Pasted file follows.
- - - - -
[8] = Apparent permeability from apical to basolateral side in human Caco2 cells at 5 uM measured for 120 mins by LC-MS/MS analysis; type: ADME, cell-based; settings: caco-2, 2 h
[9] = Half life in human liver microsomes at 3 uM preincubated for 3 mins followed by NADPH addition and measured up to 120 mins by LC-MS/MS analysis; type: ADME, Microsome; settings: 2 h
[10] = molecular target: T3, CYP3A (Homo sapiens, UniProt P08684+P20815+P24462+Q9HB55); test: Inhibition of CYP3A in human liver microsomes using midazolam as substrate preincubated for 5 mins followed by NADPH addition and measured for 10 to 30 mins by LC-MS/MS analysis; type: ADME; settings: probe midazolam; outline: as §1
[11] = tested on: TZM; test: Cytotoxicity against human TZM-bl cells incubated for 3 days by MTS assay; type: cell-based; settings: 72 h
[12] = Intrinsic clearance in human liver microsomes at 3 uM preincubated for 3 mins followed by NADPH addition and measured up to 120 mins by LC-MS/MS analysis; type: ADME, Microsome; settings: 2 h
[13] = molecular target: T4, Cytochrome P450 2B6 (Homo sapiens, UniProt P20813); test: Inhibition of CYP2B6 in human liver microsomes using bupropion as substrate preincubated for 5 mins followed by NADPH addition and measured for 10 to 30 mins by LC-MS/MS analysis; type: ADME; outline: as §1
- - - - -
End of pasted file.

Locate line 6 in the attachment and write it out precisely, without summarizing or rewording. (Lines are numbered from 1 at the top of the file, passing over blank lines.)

[13] = molecular target: T4, Cytochrome P450 2B6 (Homo sapiens, UniProt P20813); test: Inhibition of CYP2B6 in human liver microsomes using bupropion as substrate preincubated for 5 mins followed by NADPH addition and measured for 10 to 30 mins by LC-MS/MS analysis; type: ADME; outline: as §1